Summertime for Students
University is expensive. The National Union of Students puts average annual living costs at around £16,000 a year – and that’s excluding fees, which are set to rise to as much as £9,000 per year from this September. It’s hardly surprising, then, that so many students are forced to work during the summer holidays or part-time during the academic term to support themselves financially.
And in difficult economic times, when jobs are hard to come by, most student workers can’t afford to be too picky. Typical employment often includes manning a supermarket check-out, chamber-maiding in seaside hotels, shepherding foreign school kids around museums, waitressing at weddings, handing out leaflets to tourists, or tedious factory work – but it all helps to build up money in their bank accounts.
Still, the toil is at least financially rewarded and helps to chip away at those living costs – and hopefully you’ll have enough to spare for at least a few pints and perhaps even a festival ticket. If nothing else, any job teaches you a lot about the world of work, your fellow human beings, and all the jobs you don’t want to do when you finally graduate. It’s all part of the academic experience and helps to expand your CV. And if the worst that happens to you in your summer job is that you are bored for a few weeks or have to wear an ill-fitting uniform, you’re lucky. Think of it as character-building.
However, there is another valuable aspect of working during the holidays – and that is learning about managing your money and your bank accounts. Getting used to regular income as well as outgoings gives you the chance to work out how to budget so that you can afford the things you need, how to save by avoiding wasting money on the things you don’t really need, and how to run your bank account online.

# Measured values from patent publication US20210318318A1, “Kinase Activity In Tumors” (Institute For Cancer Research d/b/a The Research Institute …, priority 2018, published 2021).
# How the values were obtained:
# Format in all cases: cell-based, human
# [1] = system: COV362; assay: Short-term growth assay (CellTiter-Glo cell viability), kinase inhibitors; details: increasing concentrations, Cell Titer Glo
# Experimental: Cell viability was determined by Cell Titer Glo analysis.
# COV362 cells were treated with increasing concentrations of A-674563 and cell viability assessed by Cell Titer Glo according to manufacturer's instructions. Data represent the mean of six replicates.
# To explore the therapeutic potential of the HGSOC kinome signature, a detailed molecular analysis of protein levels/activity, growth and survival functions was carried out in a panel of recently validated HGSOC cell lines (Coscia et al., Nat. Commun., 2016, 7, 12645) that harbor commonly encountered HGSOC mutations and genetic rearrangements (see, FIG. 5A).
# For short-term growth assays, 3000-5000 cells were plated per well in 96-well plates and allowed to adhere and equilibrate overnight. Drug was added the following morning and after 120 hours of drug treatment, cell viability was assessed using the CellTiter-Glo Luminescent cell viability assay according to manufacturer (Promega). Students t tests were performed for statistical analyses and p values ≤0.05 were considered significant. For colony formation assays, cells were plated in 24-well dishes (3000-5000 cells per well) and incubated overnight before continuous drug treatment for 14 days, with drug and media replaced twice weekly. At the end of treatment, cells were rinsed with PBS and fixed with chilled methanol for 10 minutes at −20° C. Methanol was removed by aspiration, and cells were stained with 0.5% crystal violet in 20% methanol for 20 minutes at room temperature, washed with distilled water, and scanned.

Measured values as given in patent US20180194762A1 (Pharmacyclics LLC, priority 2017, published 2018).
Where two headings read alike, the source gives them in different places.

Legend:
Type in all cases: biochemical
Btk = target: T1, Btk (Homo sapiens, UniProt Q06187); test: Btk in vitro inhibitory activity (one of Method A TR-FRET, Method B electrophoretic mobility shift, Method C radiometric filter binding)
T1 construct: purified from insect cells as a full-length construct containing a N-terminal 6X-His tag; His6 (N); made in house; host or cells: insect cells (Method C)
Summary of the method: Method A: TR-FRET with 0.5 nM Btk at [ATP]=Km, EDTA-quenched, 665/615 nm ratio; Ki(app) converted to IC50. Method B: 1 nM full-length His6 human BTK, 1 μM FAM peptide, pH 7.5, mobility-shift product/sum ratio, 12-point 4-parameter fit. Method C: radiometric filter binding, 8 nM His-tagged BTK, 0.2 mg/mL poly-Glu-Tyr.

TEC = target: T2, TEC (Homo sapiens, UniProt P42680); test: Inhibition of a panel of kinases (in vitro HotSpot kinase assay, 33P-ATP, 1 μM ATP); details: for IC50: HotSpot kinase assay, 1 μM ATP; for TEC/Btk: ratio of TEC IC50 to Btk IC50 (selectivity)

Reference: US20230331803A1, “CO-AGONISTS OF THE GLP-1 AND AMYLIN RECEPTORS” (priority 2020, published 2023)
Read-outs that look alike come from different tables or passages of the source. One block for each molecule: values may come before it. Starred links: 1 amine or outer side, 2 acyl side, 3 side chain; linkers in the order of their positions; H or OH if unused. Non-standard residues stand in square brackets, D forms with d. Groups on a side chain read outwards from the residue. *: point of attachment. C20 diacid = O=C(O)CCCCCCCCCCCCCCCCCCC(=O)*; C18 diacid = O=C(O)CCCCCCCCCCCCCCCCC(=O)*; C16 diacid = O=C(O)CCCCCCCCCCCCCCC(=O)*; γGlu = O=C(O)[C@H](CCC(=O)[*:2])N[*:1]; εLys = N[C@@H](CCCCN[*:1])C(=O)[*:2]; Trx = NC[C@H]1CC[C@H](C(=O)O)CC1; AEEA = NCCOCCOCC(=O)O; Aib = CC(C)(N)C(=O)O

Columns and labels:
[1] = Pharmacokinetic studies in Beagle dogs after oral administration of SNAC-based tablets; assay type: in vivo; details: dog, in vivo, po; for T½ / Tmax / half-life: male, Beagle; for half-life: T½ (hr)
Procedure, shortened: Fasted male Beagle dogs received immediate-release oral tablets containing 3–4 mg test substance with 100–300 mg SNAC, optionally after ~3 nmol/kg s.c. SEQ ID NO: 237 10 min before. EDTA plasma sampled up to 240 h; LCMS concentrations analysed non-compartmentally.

Remember that to receive your wages in full without paying tax, you must be a student until after 5 April next year, and have a total income from all sources, excluding your student loan, scholarship or educational grants, of no more than £8,105 for the tax year of 2012–13. You will only need to pay National Insurance contributions if you earn more than £146 a week or £632 a month.
There is a wide variety of bank accounts for students available from the high street banks. Some of the better ones will offer you a generous interest-free authorised overdraft, which can be helpful for students. And there are lots of other useful features – for example, you can register for text alerts to warn you when you’re nearing the red or reaching your agreed overdraft limit.
You’ll also learn about managing your money and your bank accounts. The best bank accounts for students will offer you text alerts to help you remain in the black and the option of an agreed overdraft if you do need one. You may also find it easy to manage your bank account online – freeing up more time to study, of course.
Issued by Barclays
This article has been written for information and interest purposes only. The information contained within this article is the opinion of the author only, and should not be construed as advice or used to make financial decisions. Expert financial advice should always be sought and any links contained within this article are included for information purposes only.
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